It's fairly obvious what type of environment we will be heading into as soon as I see my outfit. I make sure my Water Lenses are tightly secured to my face to protect my eyes and that my breathing mask is comfortably and snugly fitted over my mouth and nose. Then, I pick up the heavy vest and strap it on. I can't quite remember what it is called, but I do recall that divers use it to sink quickly to the bottom of their dive spots to save their strength for whatever task they have to do once submerged. I would guess our scenario in this next Trial is going to be very similar. Once I am done dressing, I step into the weapons room.
I get nothing but a spear.
Sighing, I grab the weapon and, seeing no sort of holster to hold it in, let it dangle loosely from my fingers as I wait for the door before me to open. Once that happens, I carefully poke a toe into the blackness and feel around. I don't feel any water...was I somehow mistaken?
I take as tiny a step as I can and inch out of the weapons room. When the door slides shut behind me, I am very eager for the lights to come on. I hate this part of the Trials especially, waiting to see what will face us. Especially now that I am expecting the solid ground beneath me to give out at any moment and send me tumbling into a watery abyss.
Then the lights come on, and I see what this room has transformed into for the seventh Trial.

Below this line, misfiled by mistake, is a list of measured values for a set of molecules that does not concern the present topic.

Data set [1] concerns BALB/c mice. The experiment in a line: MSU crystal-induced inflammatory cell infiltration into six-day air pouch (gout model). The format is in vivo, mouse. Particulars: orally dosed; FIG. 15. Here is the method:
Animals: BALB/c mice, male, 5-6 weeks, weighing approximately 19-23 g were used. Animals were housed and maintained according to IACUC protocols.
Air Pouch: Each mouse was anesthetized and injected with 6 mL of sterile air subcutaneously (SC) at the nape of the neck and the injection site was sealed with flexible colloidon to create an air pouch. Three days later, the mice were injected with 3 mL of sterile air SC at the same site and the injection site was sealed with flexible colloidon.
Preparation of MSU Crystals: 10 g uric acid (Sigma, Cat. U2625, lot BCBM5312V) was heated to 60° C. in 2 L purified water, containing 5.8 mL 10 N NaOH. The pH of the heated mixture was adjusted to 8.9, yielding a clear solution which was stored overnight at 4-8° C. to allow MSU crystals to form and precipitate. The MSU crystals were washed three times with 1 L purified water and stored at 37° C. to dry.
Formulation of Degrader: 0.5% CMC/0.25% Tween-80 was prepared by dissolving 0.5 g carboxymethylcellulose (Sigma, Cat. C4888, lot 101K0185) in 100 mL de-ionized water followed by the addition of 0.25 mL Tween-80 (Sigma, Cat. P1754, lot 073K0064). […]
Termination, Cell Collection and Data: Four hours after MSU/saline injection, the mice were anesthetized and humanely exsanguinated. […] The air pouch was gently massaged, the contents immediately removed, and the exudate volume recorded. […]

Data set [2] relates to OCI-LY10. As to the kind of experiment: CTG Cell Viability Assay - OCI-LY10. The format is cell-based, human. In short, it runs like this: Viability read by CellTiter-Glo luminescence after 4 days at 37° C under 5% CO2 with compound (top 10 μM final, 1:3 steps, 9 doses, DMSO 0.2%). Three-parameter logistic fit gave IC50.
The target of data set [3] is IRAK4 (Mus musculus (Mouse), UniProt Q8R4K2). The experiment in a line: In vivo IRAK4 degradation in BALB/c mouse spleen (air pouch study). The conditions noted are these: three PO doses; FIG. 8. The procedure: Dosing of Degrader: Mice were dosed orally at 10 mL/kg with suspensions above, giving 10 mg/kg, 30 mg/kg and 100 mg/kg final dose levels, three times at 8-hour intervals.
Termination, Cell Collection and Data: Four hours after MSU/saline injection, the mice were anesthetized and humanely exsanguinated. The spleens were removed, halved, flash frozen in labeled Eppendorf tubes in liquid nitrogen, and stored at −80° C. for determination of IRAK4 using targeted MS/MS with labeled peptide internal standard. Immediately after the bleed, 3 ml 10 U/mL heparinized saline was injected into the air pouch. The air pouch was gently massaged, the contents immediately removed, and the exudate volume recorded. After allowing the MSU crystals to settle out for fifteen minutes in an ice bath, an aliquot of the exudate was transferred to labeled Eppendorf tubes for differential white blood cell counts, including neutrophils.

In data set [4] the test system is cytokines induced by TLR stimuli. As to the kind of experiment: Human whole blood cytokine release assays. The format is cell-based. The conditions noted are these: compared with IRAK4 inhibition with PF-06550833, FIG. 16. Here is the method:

I am standing on a platform that is about two feet by two feet. It has no sides, rails, or anything similar to keep me from falling off of it - I am very glad I didn't take large, trusting steps out of the weapons room.
Beyond my platform, the room is in a cylinder shape. The others are also standing atop platforms, identical to mine.
Below us is the water.
The surface is still except for the occasional tiny ripples as the spaceship moves in minuscule ways impossible to feel, even by the Voice. I cannot tell how deep the body of water is because it is dark, but not dirty. It looks clean to me.
I bend down and dip a hand into it before I can think through it too much. I take the fact that my hand doesn't melt off or get devoured by a monster to be a good sign.
"It's all good," I call to Jake, Nicole, and Deirdre. "It's lukewarm, and it's not acid or anything, so it's fine."
Deirdre is staring at the unfathomable body of water with sheer terror and horror on her face. Nicole looks like she's battling the same feelings, and while Jake doesn't share quite their panic, he doesn't look too thrilled, either.
"What's up with you guys?" I ask before remembering that they can still feel fear. What a disadvantage.
"I'm scared of sharks," Deirdre offers nervously when the other two teenagers remain silent.
"The likelihood of sharks on an alien spacecraft are very slim," I point out. "Unless the Albinos kidnapped them, too. Or bred them for the Trials. Oh, wait. That actually seems like something they would do." I fall silent, thinking about the likelihood of sharks being in the body of water before us. Deirdre visibly swallows, her nervousness heightened.
"I've never been a strong swimmer," Jake explains as Nicole continues to shift nervously - and silently - from foot to foot.
"That's why we get these vests - so we just sink straight to the bottom," I inform him. "And once we're finished, I assume we take them off and then shoot back up to the surface."
Jake nods, looking a bit better.
"My stepfather tried to drown me when I was eight," Nicole whispers, still staring into the inky depths.
"Okay, I can't help your deep-seated psychological issues," I reply after a moment of awkward silence, "but I don't think we'll be battling screwed-up stepdads down there."